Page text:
Malachi 1:2-3
I have loved you, said the LORD. Yet you say, Wherein have you loved us? Was not Esau Jacob's brother? said the LORD…

From the fate of the hunter Esau, we learn the peril of life's low ideals; the power of life's crucial moments; the continuity of life's irrevocable retributions; the anguish of life's fruitless tears. The fortunes of Jacob are indeed too eventful, his character too complex, to allow any attempt at exhaustive analysis. But we may learn something which will aid us in our daily difficult endeavour to choose the good and not the evil, and to give our hearts and lives to God.

1. "I loved Jacob, and hated Esau." Does not our first instinct almost rebel against this appeal? Do we not incline to prefer the elder, for all his frank earthliness, to the younger, with his mean servilities and subterranean shifts? Yet there the sentence stands; and all Scripture, and the long centuries of human history, set the seal of confirmation to the sacred verdict. The Aryan has prevailed in war and civilisation, but in all other things the Semite conquered his conqueror. More than any other nation, the Hebrew realised the intense grandeur and infinite supremacy of the moral law, and saw that the greatest and most awful aim for human life is not culture, but conduct. Let us see why Jacob, who seems to concentrate all the worst faults which we associate with the lowest type of Jewish character, is yet preferred to his more gallant and manly brother.

2. Let me reject at once two solutions of it. Some would settle it on the broad grounds of predestinated election and arbitrary decree, and would confuse our understanding with reasonings high of freedom and foreknowledge, will and fate. Others think it sufficient to silence us with the triumphant assertion, that we are but clay in the hands of the potter, that God may treat us as He wills. Others, again, argue that we must not judge Jacob's sins as though they were sinful, because Scripture records them without distinct condemnation, and because he may have been acting under Divine directions. I do not only reject all such solutions, I declare the first to be blasphemous, and the second deplorable. God is no arbitrary tyrant, but a merciful, loving, righteous Father. And the moral law, in its inviolable majesty, infinitely transcends the wretched "idols of the theatre" which men have called theories of inspiration. If God chose Jacob, it was because the true nature of Jacob was intrinsically worthy of that choice.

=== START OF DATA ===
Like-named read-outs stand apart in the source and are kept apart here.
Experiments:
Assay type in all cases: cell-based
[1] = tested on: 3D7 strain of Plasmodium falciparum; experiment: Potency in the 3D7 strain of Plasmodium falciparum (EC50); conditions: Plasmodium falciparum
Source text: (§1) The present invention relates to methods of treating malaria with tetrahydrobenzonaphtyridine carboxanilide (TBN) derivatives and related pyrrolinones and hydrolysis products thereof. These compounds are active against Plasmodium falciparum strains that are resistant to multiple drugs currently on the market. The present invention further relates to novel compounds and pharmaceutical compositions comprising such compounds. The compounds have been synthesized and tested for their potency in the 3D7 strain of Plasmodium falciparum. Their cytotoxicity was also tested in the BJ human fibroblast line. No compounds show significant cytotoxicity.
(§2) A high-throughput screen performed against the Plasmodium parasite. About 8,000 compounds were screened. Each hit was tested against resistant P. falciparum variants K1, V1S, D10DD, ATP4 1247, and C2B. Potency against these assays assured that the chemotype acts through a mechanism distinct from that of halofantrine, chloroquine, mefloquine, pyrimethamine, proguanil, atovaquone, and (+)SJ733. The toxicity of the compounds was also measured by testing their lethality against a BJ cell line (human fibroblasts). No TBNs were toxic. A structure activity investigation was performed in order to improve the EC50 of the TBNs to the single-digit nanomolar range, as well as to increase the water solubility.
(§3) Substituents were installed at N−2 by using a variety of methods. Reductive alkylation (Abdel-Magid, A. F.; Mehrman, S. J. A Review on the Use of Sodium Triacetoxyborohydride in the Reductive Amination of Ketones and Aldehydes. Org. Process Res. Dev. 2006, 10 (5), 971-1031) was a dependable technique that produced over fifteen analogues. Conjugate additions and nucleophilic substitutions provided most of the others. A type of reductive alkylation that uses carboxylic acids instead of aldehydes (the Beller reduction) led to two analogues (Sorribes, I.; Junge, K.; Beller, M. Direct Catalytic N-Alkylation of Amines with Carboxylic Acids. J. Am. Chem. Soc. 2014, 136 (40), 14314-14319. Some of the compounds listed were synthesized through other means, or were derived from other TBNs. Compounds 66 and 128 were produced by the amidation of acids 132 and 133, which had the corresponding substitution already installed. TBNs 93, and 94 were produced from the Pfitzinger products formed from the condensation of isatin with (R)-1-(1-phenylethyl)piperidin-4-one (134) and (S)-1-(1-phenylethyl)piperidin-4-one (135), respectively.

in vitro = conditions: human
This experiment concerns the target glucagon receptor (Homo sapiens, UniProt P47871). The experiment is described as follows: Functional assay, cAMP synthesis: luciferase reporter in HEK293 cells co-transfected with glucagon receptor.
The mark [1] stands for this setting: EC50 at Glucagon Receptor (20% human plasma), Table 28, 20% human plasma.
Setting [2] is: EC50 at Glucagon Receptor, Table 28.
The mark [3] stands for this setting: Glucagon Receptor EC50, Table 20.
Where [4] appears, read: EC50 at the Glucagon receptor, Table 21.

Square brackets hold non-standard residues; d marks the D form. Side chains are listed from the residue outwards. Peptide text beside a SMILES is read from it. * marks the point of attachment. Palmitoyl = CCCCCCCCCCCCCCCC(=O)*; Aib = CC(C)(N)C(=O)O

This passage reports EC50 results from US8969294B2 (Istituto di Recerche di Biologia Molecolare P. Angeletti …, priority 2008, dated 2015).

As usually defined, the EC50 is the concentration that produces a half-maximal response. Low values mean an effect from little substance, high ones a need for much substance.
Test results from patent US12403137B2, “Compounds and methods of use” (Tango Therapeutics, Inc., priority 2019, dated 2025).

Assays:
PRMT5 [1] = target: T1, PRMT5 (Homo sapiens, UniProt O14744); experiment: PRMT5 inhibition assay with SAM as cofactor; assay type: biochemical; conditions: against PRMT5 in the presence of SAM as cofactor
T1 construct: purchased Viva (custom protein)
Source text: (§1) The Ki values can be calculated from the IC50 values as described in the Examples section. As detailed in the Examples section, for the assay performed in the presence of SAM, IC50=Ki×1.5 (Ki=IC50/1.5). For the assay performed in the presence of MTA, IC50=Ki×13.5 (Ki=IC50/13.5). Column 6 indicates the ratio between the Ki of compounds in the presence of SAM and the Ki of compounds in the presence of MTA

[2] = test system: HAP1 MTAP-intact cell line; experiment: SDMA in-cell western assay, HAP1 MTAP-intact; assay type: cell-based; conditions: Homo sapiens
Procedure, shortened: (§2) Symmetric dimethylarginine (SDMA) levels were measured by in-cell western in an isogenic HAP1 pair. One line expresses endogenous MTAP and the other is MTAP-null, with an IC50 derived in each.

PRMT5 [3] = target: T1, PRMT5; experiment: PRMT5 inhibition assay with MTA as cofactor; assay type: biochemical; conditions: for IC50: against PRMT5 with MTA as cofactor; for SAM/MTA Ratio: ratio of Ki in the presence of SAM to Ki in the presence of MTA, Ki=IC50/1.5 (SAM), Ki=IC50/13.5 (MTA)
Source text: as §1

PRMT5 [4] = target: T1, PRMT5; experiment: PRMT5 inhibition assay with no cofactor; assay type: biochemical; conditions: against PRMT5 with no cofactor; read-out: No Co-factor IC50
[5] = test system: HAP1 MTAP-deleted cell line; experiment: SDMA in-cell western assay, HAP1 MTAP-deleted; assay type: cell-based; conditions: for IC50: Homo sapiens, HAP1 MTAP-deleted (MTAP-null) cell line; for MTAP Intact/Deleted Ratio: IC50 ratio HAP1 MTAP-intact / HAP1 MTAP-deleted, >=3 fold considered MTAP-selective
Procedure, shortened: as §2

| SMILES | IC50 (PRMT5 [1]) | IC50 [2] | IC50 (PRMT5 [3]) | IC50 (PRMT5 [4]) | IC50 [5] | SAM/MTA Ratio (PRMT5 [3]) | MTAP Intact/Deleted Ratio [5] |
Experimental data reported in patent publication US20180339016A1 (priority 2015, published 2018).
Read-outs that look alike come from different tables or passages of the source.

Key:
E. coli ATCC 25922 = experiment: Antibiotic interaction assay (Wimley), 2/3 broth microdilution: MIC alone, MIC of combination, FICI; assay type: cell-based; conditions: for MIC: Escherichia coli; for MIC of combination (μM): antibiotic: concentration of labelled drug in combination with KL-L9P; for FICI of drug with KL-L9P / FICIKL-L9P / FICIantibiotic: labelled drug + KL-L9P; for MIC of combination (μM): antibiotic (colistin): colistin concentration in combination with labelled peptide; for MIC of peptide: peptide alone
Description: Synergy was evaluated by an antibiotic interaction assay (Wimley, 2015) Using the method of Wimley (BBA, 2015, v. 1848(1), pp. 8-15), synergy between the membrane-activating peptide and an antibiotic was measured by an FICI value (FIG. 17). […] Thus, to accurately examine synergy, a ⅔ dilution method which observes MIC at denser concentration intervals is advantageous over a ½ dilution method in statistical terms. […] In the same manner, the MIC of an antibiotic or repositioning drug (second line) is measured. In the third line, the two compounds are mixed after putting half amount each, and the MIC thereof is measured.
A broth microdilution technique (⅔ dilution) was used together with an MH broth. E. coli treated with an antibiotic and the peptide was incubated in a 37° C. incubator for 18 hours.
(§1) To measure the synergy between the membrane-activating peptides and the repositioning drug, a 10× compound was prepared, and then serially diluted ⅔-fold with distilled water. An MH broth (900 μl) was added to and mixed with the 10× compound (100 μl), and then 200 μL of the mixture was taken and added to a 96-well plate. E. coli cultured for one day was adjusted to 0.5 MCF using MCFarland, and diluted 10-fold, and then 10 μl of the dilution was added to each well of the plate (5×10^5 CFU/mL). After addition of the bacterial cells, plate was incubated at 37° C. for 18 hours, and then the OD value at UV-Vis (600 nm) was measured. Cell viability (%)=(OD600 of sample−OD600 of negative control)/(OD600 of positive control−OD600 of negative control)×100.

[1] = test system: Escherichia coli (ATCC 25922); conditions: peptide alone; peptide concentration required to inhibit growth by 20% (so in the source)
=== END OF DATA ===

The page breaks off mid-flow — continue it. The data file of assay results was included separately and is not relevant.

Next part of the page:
3. According to the Hebrew idiom, the strong antithesis of the text connotes less than it asserts, being but a more intense way of saying that, in comparison with his brother, Esau neither deserved nor received the approval of God. A second abatement — though not removal — of the difficulty lies in the fact that Jacob seems worse to us because his faults were essentially those of an Oriental, and are therefore peculiarly offensive to the heart of a true Englishman. And long may falseness and meanness be utterly abhorrent to our Northern character! But our special national scorn of Jacob's deceitfulness does not make it one whit more contemptible than Esau's animalism.

4. Herein lies the first great moral of these two lives. That which is holy is not to be cast to the dogs. Esau lost the blessing because he reeked not of it. Jacob gained it, because his whole soul yearned for its loftiest hopes. Men, on the whole, do win what they will: they do achieve that at which they resolutely aim. This is perfectly true in worldly things. But there is one ambition which is worth the absorbing devotion of a human being. It is the ambition of holiness, the treasure of eternity, the object of seeing the face of God.

5. What a difference is made by different ideals. Each of these twin-brothers lost and gained much more beside their immediate wish. Esau the rough becomes by scornful memorial Edom the red; Jacob the supplanter becomes Israel the prince with God.

6. Another lesson is, that however lofty be our aims, we must not, in order to hasten them, deflect, were it but one hair's breadth, from the path of perfect rectitude. Jacob inherited the blessing because his faith yearned for its spiritual promises; but because he compassed its immediate achievement by a crime, therefore, with the blessing there fell on him a retribution so heavy, so unremitted, as made his look back over life a bitter pain.

7. In spite of all which stained his life, Jacob was still a patriarch and a saint. You must not judge of him as a whole by the instances, so faithfully recorded, of his guilty plottings. In two main respects Jacob was certainly greater, better, and worthier than Esau. The sins of Esau's life were, so to speak, the very narrative; the sins of Jacob's life were but the episode of his career.

8. There is this further difference. There is not the faintest sign that Esau ever repented of his sin. But in Jacob's life there was many a moment when he would have forfeited the very blessing to purchase back the innocence by which it had been gained. Learn lastly, that the continuity of godliness is the choicest gift of all, and innocence is better than repentance. And we see in the case of Esau's red pottage and ravenous hour, that one failure under sudden temptation may be alike the ruin and epitome of a man's career, because the impulse of the hour is nothing less than the momentum of the life.

(Dean Farrar.)

Parallel Verses
KJV: I have loved you, saith the LORD. Yet ye say, Wherein hast thou loved us? Was not Esau Jacob's brother? saith the LORD: yet I loved Jacob,

WEB: "I have loved you," says Yahweh. Yet you say, "How have you loved us?" "Wasn't Esau Jacob's brother?" says Yahweh, "Yet I loved Jacob;

God's Love to His Church
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